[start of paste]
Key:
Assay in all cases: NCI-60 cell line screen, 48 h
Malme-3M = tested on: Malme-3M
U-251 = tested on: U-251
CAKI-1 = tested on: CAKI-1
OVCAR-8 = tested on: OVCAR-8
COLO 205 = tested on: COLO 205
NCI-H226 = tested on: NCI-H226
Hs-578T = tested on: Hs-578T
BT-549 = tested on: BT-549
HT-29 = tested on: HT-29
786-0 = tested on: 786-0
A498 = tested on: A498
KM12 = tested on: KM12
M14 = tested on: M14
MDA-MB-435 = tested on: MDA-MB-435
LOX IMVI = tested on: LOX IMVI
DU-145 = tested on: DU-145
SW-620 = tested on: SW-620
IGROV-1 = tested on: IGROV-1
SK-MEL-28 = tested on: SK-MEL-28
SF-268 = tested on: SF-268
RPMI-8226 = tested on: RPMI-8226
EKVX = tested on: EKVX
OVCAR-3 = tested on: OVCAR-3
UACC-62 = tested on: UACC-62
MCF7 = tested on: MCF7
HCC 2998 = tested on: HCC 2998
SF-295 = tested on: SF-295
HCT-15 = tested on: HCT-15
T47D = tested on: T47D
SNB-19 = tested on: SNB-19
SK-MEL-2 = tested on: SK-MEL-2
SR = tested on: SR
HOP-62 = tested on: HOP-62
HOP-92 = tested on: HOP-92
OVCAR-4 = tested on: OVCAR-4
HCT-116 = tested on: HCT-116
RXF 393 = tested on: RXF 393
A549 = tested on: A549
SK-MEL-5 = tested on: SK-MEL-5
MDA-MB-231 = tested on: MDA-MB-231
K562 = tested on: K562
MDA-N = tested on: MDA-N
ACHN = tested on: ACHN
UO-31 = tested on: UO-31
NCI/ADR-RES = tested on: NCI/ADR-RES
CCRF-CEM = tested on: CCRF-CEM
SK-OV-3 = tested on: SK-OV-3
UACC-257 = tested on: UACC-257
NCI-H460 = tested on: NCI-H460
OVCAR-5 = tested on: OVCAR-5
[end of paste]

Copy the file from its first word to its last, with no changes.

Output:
Key:
Assay in all cases: NCI-60 cell line screen, 48 h
Malme-3M = tested on: Malme-3M
U-251 = tested on: U-251
CAKI-1 = tested on: CAKI-1
OVCAR-8 = tested on: OVCAR-8
COLO 205 = tested on: COLO 205
NCI-H226 = tested on: NCI-H226
Hs-578T = tested on: Hs-578T
BT-549 = tested on: BT-549
HT-29 = tested on: HT-29
786-0 = tested on: 786-0
A498 = tested on: A498
KM12 = tested on: KM12
M14 = tested on: M14
MDA-MB-435 = tested on: MDA-MB-435
LOX IMVI = tested on: LOX IMVI
DU-145 = tested on: DU-145
SW-620 = tested on: SW-620
IGROV-1 = tested on: IGROV-1
SK-MEL-28 = tested on: SK-MEL-28
SF-268 = tested on: SF-268
RPMI-8226 = tested on: RPMI-8226
EKVX = tested on: EKVX
OVCAR-3 = tested on: OVCAR-3
UACC-62 = tested on: UACC-62
MCF7 = tested on: MCF7
HCC 2998 = tested on: HCC 2998
SF-295 = tested on: SF-295
HCT-15 = tested on: HCT-15
T47D = tested on: T47D
SNB-19 = tested on: SNB-19
SK-MEL-2 = tested on: SK-MEL-2
SR = tested on: SR
HOP-62 = tested on: HOP-62
HOP-92 = tested on: HOP-92
OVCAR-4 = tested on: OVCAR-4
HCT-116 = tested on: HCT-116
RXF 393 = tested on: RXF 393
A549 = tested on: A549
SK-MEL-5 = tested on: SK-MEL-5
MDA-MB-231 = tested on: MDA-MB-231
K562 = tested on: K562
MDA-N = tested on: MDA-N
ACHN = tested on: ACHN
UO-31 = tested on: UO-31
NCI/ADR-RES = tested on: NCI/ADR-RES
CCRF-CEM = tested on: CCRF-CEM
SK-OV-3 = tested on: SK-OV-3
UACC-257 = tested on: UACC-257
NCI-H460 = tested on: NCI-H460
OVCAR-5 = tested on: OVCAR-5